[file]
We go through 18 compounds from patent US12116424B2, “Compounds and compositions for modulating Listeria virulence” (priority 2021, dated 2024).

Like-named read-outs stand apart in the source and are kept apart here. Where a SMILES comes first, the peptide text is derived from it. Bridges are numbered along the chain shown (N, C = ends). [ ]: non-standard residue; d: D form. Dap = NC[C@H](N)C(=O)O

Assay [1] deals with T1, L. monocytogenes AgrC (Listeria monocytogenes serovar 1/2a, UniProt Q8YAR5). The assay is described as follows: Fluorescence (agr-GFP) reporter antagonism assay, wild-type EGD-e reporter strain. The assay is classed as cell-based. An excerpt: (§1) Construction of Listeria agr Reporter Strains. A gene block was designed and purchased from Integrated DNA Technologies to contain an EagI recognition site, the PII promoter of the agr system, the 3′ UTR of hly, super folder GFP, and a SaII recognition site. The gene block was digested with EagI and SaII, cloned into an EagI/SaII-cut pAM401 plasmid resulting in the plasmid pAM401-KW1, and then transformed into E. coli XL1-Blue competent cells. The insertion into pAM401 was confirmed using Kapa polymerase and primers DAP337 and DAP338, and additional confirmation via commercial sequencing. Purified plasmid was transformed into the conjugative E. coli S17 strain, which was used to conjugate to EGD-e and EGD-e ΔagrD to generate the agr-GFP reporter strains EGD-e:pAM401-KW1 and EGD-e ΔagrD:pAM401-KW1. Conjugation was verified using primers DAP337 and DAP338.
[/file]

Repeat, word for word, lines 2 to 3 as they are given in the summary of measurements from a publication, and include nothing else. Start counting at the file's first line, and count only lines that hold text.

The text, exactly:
Like-named read-outs stand apart in the source and are kept apart here. Where a SMILES comes first, the peptide text is derived from it. Bridges are numbered along the chain shown (N, C = ends). [ ]: non-standard residue; d: D form. Dap = NC[C@H](N)C(=O)O

Assay [1] deals with T1, L. monocytogenes AgrC (Listeria monocytogenes serovar 1/2a, UniProt Q8YAR5). The assay is described as follows: Fluorescence (agr-GFP) reporter antagonism assay, wild-type EGD-e reporter strain. The assay is classed as cell-based. An excerpt: (§1) Construction of Listeria agr Reporter Strains. A gene block was designed and purchased from Integrated DNA Technologies to contain an EagI recognition site, the PII promoter of the agr system, the 3′ UTR of hly, super folder GFP, and a SaII recognition site. The gene block was digested with EagI and SaII, cloned into an EagI/SaII-cut pAM401 plasmid resulting in the plasmid pAM401-KW1, and then transformed into E. coli XL1-Blue competent cells. The insertion into pAM401 was confirmed using Kapa polymerase and primers DAP337 and DAP338, and additional confirmation via commercial sequencing. Purified plasmid was transformed into the conjugative E. coli S17 strain, which was used to conjugate to EGD-e and EGD-e ΔagrD to generate the agr-GFP reporter strains EGD-e:pAM401-KW1 and EGD-e ΔagrD:pAM401-KW1. Conjugation was verified using primers DAP337 and DAP338.